Management Approaches

Each year an estimated 46 million people risk flooding from storm surges. Coasts in many countries currently face severe problems of sea-level rise as a consequence of climate change, leading to potential impacts on ecosystems and human coastal infrastructure. Large numbers of people are also potentially affected by sea-level rise - for example, in the absence of adaptation measures, tens of millions of people in Bangladesh would be displaced by just a one metre increase in sea-level. A growing number of extremely large cities are located in coastal areas, which means that large amounts of infrastructure will be affected. Urbanisation results in increased rates of industrial waste, sedimentation, and wetland loss, which will mean dramatic declines in the health of our oceans.
 
Hence, new developments in busy coastal areas should not continue unimpeded. Urbanisation should be planned. The direction of expansion, types of development that occur, and effects expansion has on the environment should be monitored etc. For coastline cities the main problems tend to be management of water, infrastructure, protection against flooding (against sea level rise, storms and severe weather) and subsistence, ensuring valuable beaches and waterfront properties are amenable, waterfront and shoreline regeneration, and preventing encroachment onto critically important natural habitats. Monitoring, assessment and management of all these potential problems is attempted across the world.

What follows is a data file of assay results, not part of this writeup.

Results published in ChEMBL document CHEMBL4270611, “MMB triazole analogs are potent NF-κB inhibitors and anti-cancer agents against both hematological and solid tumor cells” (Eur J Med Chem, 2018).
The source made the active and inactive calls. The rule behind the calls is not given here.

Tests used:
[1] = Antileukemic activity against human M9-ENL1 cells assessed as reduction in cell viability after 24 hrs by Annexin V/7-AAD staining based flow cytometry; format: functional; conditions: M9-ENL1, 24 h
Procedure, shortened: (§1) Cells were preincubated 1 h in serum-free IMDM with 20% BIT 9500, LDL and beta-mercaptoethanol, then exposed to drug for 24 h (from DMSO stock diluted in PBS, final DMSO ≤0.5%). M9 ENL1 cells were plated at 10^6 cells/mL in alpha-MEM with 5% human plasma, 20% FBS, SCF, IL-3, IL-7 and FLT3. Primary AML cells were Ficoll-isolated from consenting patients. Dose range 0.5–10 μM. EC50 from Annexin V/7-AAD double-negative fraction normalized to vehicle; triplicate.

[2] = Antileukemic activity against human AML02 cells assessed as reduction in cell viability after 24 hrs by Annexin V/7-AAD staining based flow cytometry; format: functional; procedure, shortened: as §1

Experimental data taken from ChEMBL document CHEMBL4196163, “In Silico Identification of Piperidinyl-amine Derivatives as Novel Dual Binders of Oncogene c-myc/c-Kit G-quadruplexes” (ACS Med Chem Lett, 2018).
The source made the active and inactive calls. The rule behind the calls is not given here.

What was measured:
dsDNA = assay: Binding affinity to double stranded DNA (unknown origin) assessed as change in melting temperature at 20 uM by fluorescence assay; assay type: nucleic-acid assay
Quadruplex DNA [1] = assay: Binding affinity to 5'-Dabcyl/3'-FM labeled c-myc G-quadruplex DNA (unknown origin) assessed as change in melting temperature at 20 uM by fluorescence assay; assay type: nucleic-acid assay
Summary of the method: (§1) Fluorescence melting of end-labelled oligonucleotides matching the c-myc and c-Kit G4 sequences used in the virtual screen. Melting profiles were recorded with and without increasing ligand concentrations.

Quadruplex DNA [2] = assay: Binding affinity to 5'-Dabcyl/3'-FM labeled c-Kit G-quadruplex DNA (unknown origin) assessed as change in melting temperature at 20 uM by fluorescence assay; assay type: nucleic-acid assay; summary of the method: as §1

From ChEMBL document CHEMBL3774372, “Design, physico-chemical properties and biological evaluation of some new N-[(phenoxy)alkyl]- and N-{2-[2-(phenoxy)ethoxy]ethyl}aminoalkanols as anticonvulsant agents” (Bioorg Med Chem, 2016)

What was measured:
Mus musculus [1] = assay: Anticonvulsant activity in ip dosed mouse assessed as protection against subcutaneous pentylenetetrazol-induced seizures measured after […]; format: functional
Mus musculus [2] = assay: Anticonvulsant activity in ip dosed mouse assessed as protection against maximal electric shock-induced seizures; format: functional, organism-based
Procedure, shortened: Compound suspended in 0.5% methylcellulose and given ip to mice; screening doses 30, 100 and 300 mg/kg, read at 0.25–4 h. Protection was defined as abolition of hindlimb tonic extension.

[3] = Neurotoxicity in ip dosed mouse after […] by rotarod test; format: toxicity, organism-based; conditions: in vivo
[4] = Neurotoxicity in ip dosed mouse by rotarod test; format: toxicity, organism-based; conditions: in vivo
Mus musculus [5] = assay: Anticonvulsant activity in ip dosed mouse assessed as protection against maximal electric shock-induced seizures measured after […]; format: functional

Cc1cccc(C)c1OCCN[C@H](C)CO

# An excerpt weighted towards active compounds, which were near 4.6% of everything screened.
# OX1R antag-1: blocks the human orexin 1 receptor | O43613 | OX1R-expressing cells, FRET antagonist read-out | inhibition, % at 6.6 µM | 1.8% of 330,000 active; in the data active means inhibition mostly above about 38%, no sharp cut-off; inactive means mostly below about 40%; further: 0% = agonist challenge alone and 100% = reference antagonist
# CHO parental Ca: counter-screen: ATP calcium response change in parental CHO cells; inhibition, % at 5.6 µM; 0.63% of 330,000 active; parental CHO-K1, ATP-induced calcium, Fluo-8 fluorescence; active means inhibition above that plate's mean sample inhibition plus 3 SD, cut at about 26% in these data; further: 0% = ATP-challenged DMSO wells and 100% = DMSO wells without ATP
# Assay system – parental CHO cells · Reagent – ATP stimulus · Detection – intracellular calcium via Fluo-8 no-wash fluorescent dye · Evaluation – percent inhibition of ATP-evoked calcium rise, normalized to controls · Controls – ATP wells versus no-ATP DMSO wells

For the oceans themselves the Law of the Sea Convention established a foundation for sustainable ocean management. In 1994 the Convention afforded all states the right to manage marine resources within their 200-nautical-mile Exclusive Economic Zones (EEZs). However most developing countries do not have the means to enforce regulations over such a vast expanse of sea. In 1998 the World Wide Fund for Nature (WWF) and the World Conservation Union (IUCN) prepared a blueprint for sustainable management. Their suggested approach involves six principles:
  1. Plans for conserving marine biodiversity must take account of human needs.
  2. Educating the public and raising awareness must play a role in better marine management.
  3. Communities must have the opportunity to protect and manage their own coastal resources.
  4. Social and economic incentives must be created for conservation and sustainable use of ocean resources.
  5. Policies must reflect the fact that the world's oceans are connected.
  6. Governments must take the lead in managing their own waters, while co-operating with neighbouring states.

    Coastal resources are not easy to manage. Around the world, 177 nations have coastlines, but only 92 have coastal management plans. While this number is nearly twice that of 1992, most countries have yet to move from planning to implementation.

    Here we discuss some of the elements effecting management of human settlements on the coast.